Rural Renewable Energy Alliance
The energy assistance project aims to reduce energy costs for 50 households by building a community solar garden.
When a Minnesota nonprofit partnered with the Leech Lake Band of Ojibwe to build a community solar array in 2017, they believed their model could scale nationally.
That theory is being tested as the Rural Renewable Energy Alliance (RREAL) travels east to Vermont’s Windsor and Windham counties where they are working with Southeastern Vermont Community Action (SEVCA) to provide solar power to 50 low-income households.
Jason Edens, director of RREAL, started the nonprofit in his garage with a group of local volunteers. Their goal was to alleviate the burden of high energy bills in northern Minnesota by installing solar units for low-income households.
Edens, who was once a recipient of assistance through the federal Low-Income Home Energy Assistance Program (LIHEAP), said solar power can reduce energy costs in a more environmentally and financially responsible way.
In Vermont, one-fifth of residents experience fuel poverty, meaning they spend more than 10 percent of their income on energy. As SEVCA’s executive director of 14 years, Steve Geller has witnessed Vermont’s energy burden firsthand.
“We just see this enormous volume of people who don’t have the resources to heat their homes and pay their rent, put food on the table, and pay their health care costs,” Geller said.
SEVCA had experimented with solar power as a form of energy assistance before teaming up with RREAL. These were small-scale projects installing panels on individual homes, much like RREAL’s flagship solar assistance program. The current project in Vermont involves building a community solar project — a more cost-efficient way to provide solar power.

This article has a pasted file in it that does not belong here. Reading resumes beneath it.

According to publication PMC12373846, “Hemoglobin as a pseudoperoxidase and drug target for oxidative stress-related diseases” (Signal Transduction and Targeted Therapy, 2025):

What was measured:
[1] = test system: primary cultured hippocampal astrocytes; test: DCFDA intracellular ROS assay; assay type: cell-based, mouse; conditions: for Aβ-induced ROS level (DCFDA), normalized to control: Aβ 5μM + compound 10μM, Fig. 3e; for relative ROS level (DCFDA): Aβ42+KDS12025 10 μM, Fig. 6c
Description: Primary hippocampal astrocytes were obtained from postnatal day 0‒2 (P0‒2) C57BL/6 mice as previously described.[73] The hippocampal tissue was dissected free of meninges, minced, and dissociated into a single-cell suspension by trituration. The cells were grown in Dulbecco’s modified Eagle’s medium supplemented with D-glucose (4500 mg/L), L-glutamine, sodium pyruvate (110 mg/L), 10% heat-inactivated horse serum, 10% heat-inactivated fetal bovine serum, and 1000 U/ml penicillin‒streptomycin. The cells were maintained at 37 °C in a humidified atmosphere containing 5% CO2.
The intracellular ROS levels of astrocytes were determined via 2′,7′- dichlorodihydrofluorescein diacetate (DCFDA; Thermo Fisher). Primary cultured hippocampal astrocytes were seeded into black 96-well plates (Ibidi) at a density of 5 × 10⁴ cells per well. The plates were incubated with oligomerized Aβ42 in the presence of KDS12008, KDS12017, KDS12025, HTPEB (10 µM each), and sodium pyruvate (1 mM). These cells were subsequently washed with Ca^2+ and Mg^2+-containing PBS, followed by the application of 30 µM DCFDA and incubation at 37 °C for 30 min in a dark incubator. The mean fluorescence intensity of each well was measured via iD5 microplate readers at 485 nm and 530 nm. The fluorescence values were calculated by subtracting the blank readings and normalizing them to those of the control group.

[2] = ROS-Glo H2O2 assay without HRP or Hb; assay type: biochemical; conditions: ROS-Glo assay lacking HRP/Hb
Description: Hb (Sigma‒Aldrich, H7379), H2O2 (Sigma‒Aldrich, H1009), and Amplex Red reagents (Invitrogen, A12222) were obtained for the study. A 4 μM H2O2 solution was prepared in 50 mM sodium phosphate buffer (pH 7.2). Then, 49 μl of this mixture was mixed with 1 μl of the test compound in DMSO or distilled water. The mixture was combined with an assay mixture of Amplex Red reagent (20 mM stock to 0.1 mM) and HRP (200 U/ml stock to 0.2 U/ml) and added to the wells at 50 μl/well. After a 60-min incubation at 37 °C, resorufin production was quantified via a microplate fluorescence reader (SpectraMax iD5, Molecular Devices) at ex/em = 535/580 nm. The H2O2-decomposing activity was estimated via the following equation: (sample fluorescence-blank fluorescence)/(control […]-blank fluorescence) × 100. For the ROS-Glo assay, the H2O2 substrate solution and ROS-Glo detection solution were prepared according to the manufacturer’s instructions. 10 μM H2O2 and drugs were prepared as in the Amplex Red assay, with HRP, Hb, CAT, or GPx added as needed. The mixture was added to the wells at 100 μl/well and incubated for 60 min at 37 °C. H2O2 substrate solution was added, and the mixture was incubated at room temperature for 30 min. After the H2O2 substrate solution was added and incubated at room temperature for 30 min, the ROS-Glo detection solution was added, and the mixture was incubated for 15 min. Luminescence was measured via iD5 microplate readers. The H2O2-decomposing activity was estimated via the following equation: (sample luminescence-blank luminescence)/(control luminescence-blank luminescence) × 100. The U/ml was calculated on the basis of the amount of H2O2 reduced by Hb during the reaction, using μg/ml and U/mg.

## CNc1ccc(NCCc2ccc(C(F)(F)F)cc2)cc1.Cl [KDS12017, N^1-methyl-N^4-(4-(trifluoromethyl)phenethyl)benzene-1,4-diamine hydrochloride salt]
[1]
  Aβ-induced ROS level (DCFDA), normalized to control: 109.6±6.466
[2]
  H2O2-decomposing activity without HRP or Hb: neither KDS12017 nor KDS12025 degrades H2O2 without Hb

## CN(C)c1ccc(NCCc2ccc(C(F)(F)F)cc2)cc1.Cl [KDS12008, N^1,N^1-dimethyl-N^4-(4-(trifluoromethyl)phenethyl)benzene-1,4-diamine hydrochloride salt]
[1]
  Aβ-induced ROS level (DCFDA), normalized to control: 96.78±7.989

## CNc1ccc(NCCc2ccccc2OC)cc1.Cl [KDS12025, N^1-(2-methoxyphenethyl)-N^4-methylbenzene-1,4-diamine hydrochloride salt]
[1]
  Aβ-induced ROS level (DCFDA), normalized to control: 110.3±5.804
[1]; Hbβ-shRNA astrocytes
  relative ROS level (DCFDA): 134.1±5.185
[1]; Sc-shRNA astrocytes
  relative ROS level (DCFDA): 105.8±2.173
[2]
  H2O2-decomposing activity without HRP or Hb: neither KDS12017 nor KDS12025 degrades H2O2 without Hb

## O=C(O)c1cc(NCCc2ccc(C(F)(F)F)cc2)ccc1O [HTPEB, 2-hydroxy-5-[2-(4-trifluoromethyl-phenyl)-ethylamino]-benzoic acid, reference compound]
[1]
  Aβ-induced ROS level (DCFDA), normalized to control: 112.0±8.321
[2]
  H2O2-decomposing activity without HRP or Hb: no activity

With community solar, people who can’t install their own panels can buy subscriptions to solar panels elsewhere in their community. The energy contribution of those panels is then taken out of their utility bills.
Community solar projects are more easily integrated into the energy assistance program because they are not fixed to a particular house. As Edens explained, “The community action agency can assign the subscription or the share to a family for one year or five years, but then have the ability to shift that capacity to a new family that is now income eligible or has moved into the service territory. It’s a really elegant way for a community action agency to use those subscriptions.”
In Vermont, the solar array will provide 50 low-income households with around $400 worth of electricity annually through what’s known as virtual net metering. The credits they receive from the solar array’s energy production will provide bill assistance to 50 out of a few thousand households already receiving energy assistance from SEVCA.
During the 2016-17 heating season, 26,557 Vermont households received LIHEAP funds totaling about $19 million. The estimated cost of the solar project is $300,000, and it is expected to generate about $23,000 worth of electricity per year over the estimated 25-year lifespan of the panels. This means it will take about 13 years for the installation to pay for itself.
The infrastructure for nationally scaling RREAL’s model already exists — community action agencies like SEVCA currently serve 96 percent of U.S. counties. The Lyndon B. Johnson administration’s 1964 War on Poverty created these agencies to provide services and assistance in the elimination of poverty. Eventually they were charged with administering LIHEAP funds to their service areas.